Could children play a role in designing tomorrow's financial system?



Most adults have a pretty good grasp on
personal finance - we know how to save, spend, and budget. But what about
the next generation? Are they prepared to take
on the financial responsibilities of adulthood?

What is the current financial system?

There is no one answer to this question as the financial system constantly evolves.
However, we can broadly categorize the
financial system into three main types: (1) the primary market, where new securities are
created and sold to investors; (2) the secondary market, where existing securities
are traded between investors, and (3) the derivatives market, where financial contracts
are created and traded based on underlying

While these markets play a vital role
in the financial system, they are all subject to
various risks and vulnerabilities. For example,
the primary market is susceptible to fraudsters
who may create and sell fake securities. The
secondary market is prone to manipulation by
traders who may use insider information or
engage in other illegal activities. And the
derivatives market can be volatile and risky,
leading to losses for investors and firms.

All of these risks can have severe implications
for the economy. When the financial system is unstable or not functioning correctly,
it can lead to a recession or even a depression.
That's why it's essential that we constantly
monitor and assess the risks in the system so
that we can make necessary changes to
reduce those risks.

How could children play a role in designing the future financial system?

There is no one-size-fits-all answer to this question, as the role children could play in we
designing the future financial system will vary
depending on the specific context and needs of
the situation. However, some ways in which
children could potentially contribute to the
design of a future financial system includes:

  • Researching the current financial
    system and identifying areas that could be
  • Brainstorming ideas for alternative financial systems that could better meet the needs of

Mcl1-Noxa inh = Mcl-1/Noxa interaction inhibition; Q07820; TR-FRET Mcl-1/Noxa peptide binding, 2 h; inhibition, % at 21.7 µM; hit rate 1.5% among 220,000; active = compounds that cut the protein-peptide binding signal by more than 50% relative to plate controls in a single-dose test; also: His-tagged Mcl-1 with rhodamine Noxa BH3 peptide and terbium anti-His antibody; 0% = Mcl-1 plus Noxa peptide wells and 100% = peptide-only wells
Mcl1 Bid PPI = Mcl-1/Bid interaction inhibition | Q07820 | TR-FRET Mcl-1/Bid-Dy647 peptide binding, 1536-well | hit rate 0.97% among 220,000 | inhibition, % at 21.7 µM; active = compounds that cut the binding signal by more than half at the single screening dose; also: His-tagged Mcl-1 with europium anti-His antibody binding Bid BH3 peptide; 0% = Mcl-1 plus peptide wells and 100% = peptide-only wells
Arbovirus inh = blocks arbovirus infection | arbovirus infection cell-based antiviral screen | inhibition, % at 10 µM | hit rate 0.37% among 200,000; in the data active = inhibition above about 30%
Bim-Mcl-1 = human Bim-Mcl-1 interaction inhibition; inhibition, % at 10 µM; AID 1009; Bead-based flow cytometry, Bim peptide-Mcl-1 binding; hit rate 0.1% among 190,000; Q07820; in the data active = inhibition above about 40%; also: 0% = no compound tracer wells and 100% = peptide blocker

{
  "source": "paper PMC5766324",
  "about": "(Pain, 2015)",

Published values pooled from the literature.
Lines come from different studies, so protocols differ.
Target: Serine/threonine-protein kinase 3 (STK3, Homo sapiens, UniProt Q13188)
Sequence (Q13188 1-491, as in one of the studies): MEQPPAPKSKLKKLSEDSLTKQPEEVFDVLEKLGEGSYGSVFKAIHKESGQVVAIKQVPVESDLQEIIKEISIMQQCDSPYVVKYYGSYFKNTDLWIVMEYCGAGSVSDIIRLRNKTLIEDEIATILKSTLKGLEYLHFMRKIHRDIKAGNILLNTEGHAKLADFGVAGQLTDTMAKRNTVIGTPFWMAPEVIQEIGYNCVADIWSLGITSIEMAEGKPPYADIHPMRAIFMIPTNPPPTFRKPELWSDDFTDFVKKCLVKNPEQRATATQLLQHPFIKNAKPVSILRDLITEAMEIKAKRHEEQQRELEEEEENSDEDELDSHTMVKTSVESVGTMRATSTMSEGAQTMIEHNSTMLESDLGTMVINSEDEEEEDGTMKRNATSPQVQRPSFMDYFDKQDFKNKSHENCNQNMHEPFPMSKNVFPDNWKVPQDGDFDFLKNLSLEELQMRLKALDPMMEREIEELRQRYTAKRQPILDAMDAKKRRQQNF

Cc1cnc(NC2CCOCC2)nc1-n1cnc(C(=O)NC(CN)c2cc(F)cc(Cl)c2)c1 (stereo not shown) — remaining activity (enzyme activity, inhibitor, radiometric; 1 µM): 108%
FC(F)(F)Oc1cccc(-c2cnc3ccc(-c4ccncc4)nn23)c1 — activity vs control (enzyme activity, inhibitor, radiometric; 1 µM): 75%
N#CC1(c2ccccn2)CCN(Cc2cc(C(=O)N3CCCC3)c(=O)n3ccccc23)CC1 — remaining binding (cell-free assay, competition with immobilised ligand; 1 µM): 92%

people and businesses;

  • Helping to develop and test prototypes of new
    financial technologies;

  • communicating with adults about the
    potential benefits of a reformed financial

What would a child-friendly financial system look like?

If you ask a child what they want, they might
say they want a tree-house or a never-ending
supply of candy. But if you ask them what they
need, they might say something completely
different. In the same way, when we design
financial systems, we often don't think about
what children need — even though they are the
future users of these systems.

So, what would a child-friendly financial system

look like?

First of all, it would be simple and easy to
understand. Children are not interested in
complicated financial products and jargon —
they just want to know how to save and spend
their money wisely.

Secondly, it would be flexible and adaptable to
changing needs. Children's needs change as
they grow older, so any good financial system
for them should be able to adapt too.

Finally, it would be fun! Learning about money
should be an enjoyable experience for children,
not a chore. After all, if we can make money
fun for kids, maybe they'll be more likely to
grow up to be financially responsible adults!

There is no doubt that children have a lot to
offer when it comes to design and creativity.
However, whether or not they should play a role
designing the financial system is a debatable
topic. Some people believe that children are
too young and inexperienced to understand the
complexities of the financial system, while
others believe that their fresh perspectives could be invaluable in creating a more
efficient and user-friendly system. Ultimately,
the decision of whether or not to involve
children in the design of the financial system is up to those in charge.

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I have a ten year old who sees me as his guardian. I'm always his go-to person and I've played with teaching him or pulling him into tech. The way his mind works when it comes to money amazes me. He has a budget for his...needs. if you know what i mean...😂
Anyway, these points are just something and it has me thinking. Maybe I can lay the outlines for him, start preparing him. But how do I do that? I'm good with just him not kids generally but I have no idea how to make learning fun. If there was an app for that, I'd like it. But what do you advise? I've been having these thoughts and now that he has a phone, do you think it's wise? How do I go about this?

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